Thursday, May 14, 2015

Short review of Reading Poker Tells & tells I've noticed at the table

There are hundreds, if not thousands of poker tells, and most likely enough books to cover each tell individually.  I have probably ready 2 or 3 of those books - most recently Zach Elwood's Reading Poker Tells.  FYI - He keeps a great blog, complete with video footage and discounts on his book.  It's a worthy read if you find yourself playing live poker regularly.

Anyway, his book details (around a page or so per) the different tells he's seen throughout his career.  It's quite useful - a nice update to the other useful book I've read which is quite dated at this point, Mike Caro's Book of Poker Tells.  Mr. Elwood goes through the tell, reasons behind the tell, reliability, things to look out for, etc.  I took notes on the book awhile back, because there were some key takeaways in there.

  • Acting ready to muck

    I used to do this myself, having resigned to see my opponents ready to fold.  It's true, though: when I knew I held the winning hand, I would signal mucking my cards prior to my opponent's completing action when facing my bet.  The way I looked at my action was as a challenge or a dare for my opponent to call me.  That's exactly what it is, unfortunately.  It's strength on a dare.  I've since stopped using this tell for my own actions, but I definitely watch out for in when my opponents do it.  Quite honestly, though, I rarely see it done by my opponents.
  • Aversions to lying

    Mr. Elwood points out that people have an aversion to lying.  Unless you're a pathological and actually enjoy lying, you try to tell the truth.  After all, it's easier to tell the truth than to make up a lie.  Therefore, most players will tell the truth when announcing their hands - specifically when they're announcing a precise hand.  An example succinctly shows this point:

    The other night I saw a guy announce to another player that he flopped a set of Kings – after the action had been 3bet by his opponent PF.  His opponent, in disbelief, went ahead and open shoved all in on the flop only to be shown a set of Kings (it was a semi-interesting hand, but that’s outside of the scope of this post).  Although I’m very familiar with this tell, it serves to be pointed out as a prudent tell for other players who are unfamiliar.  When a player precisely declares his hand, he usually is telling the truth.

    Mr. Elwood goes on to point out the example of particularly reckless or aggressive players who play a lot of hands.  On occasion, they’ll declare their hands (i.e. a flop of 7 7 2 and they tell their opponents that they have 7 2, or if they suddenly declare they have AA after raising all day and night on prior hands).  It is usually true when they declare these things; the declaration is so far from the truth that they’re proud to announce and believe they’re tricking their opponent into making a bad decision.
I've also seen some commonly repeated, highly reliable tells on my own.  I wanted to catalog them and share with my readers.  Therefore, I'm going to start a segment (trying to make it weekly) on poker tells; one tell per post.  Of note, these are the tells I've noticed at the low stakes 1/2, 1/3 games - so not necessarily reliable at higher stakes (because of purposeful miscues as players become more intelligent and aware of their actions).  I'll leave you with the most common and useful of all the tells I've ever noticed:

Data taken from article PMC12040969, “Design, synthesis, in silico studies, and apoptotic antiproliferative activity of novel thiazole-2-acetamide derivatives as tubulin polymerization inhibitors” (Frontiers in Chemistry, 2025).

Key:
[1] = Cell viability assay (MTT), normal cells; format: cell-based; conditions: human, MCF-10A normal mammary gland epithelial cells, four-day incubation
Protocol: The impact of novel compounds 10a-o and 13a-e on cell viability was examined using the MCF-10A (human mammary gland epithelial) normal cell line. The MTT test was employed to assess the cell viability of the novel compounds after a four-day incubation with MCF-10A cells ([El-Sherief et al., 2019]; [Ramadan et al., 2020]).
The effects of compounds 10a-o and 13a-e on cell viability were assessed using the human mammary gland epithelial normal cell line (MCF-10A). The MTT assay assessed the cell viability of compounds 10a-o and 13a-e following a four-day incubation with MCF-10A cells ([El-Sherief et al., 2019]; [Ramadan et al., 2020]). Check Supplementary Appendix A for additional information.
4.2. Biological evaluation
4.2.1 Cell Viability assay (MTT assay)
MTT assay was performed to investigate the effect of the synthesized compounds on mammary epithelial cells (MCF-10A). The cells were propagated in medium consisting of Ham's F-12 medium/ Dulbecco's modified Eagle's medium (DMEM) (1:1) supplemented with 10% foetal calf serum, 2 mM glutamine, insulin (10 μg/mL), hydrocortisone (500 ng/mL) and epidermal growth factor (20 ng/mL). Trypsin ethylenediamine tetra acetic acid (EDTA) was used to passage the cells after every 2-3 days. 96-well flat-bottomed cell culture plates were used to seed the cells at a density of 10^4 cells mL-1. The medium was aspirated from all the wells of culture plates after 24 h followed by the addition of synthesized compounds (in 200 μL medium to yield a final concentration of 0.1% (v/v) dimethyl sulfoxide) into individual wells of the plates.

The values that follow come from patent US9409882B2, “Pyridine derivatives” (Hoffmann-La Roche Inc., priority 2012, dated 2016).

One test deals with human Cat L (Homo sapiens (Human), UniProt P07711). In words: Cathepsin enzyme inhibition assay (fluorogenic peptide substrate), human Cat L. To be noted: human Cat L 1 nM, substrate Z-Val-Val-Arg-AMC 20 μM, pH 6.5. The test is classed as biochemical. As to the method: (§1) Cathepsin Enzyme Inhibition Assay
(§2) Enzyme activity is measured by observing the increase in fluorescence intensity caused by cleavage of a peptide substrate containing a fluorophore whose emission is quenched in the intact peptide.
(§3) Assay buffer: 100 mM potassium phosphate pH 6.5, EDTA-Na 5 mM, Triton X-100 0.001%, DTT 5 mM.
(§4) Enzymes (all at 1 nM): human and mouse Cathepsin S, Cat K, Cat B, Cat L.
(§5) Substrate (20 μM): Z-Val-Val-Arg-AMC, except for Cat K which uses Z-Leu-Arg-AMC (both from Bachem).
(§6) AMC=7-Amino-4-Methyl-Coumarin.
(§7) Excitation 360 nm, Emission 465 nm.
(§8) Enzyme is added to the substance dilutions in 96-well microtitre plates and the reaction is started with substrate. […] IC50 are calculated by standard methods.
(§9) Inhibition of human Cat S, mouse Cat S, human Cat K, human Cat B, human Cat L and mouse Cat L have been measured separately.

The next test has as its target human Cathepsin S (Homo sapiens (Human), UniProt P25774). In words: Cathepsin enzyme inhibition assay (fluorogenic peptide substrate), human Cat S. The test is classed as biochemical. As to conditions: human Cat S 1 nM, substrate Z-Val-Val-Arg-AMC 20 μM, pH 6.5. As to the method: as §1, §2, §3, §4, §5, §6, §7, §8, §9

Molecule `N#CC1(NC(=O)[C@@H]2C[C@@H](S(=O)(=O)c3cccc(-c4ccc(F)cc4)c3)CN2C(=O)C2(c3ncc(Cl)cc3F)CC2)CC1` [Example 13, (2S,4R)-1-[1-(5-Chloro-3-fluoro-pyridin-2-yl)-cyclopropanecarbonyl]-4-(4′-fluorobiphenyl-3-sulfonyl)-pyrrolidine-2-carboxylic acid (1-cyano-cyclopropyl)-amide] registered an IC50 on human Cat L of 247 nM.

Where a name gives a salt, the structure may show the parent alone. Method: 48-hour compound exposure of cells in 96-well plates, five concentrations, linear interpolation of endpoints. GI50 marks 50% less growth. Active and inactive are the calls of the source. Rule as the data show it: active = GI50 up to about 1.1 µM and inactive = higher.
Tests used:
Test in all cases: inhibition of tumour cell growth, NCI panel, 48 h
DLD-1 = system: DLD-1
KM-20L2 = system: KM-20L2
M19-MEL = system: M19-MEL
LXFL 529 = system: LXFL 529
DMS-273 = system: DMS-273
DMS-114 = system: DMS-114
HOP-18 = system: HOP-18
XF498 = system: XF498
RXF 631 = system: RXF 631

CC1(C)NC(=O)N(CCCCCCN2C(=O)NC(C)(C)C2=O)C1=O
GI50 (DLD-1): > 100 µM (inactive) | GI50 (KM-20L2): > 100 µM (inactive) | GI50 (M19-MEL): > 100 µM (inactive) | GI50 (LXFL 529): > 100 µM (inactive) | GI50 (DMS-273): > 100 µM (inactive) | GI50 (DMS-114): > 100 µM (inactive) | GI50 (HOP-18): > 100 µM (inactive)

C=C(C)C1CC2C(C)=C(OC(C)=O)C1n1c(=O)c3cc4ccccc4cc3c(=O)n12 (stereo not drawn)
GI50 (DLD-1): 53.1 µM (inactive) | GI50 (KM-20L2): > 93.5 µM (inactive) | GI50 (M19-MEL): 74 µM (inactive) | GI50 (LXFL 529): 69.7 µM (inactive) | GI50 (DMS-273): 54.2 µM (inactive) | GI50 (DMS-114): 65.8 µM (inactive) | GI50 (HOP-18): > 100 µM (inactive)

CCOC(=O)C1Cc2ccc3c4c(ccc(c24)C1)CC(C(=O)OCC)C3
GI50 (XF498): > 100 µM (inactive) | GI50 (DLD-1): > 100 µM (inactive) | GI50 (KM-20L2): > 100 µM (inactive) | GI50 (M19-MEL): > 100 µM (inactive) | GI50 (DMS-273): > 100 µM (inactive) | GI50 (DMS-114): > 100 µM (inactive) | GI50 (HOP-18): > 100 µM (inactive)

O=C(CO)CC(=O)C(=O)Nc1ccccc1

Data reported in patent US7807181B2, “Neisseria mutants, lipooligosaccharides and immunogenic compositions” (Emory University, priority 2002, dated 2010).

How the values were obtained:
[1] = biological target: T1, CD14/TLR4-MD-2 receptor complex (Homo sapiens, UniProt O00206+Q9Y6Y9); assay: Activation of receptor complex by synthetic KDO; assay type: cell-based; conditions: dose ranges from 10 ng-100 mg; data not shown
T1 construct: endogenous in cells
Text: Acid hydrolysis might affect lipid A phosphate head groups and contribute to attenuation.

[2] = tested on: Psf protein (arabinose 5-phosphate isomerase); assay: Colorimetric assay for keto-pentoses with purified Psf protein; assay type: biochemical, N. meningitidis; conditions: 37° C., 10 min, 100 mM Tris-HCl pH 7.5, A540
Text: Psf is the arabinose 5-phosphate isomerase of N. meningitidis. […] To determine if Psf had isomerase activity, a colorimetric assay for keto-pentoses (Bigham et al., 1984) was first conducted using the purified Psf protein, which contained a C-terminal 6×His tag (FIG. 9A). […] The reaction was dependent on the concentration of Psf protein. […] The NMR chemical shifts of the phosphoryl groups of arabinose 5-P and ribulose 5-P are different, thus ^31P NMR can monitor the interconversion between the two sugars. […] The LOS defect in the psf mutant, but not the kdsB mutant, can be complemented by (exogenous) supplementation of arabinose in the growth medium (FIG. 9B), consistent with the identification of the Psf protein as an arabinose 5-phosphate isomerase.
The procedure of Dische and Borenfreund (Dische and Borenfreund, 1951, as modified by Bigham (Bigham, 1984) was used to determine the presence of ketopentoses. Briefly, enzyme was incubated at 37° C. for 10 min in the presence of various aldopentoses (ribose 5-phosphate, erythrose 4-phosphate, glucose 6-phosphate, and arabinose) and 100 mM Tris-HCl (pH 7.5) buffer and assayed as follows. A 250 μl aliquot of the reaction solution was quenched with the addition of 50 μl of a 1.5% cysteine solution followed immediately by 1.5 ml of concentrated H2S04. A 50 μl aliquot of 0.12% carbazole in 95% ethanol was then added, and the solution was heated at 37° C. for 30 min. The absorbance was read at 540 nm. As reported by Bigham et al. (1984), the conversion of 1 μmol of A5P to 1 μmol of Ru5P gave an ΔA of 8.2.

Heavy / deep breathing or high heart rate

This is such a reliable tell for all players.  Most players cannot contain the excitement when they've just smacked the board.  If they're betting, look out!  Take a second and look at your opponent.  Can you see his chest moving up & down with each breath?  Are the veins in his neck pulsing like crazy?  Sweating?  He almost always has a monster here and can't contain the adrenaline rush that he received from knowing that he has the nuts (or close to it).  I've used this time & time again to fold my better hands that can sustain heat, after realizing that these guys have top set or better.


  1. I'm very much looking forward to this!

    Heavy / deep breathing or high heart rate

    I've seen them go all in, do this, and be worried because they were bluffing.

    1. So you've made calls / seen people make calls where you've seen that heavy breathing behavior and turns out they were bluffing?

    2. Yes, it was in a tournament (if that makes any difference?).

    3. It's interesting; obviously I have no way to confirm that they're bluffing if I fold every time I see that behavior, but it's uncanny how often I'll see someone else call and be shown the nuts or some semblance thereof. Obviously, though, all tells are to be taken with a note of caution; no tell is 100% reliable.

    4. Usually I make a call with marginal hand if the betting sequence fits a busted draw and the heart rate/breathing is heavy, I mostly play low stakes NLHE, 1/3 or 2/5.

  2. Great post. I have both of Zach's books also and I am half way through the verbal tells. There is a lot of value here for marginal decisions. Acting to muck is a type of goading which in general is strong.

  3. My favorite tell is the No Tell Tell. That's when a player goes into tell lockdown by going super still, covering their face with their hands, etc. It means that they are weak. They want to hide tells lest they give off information that will cause you to call. Ironically, by avoiding showing tells, they give up a huge tell. Love it.

    I cite Caro as one of my top 3 poker books, and in my heart, its probably #1. I will definitely check out Zach's books now.


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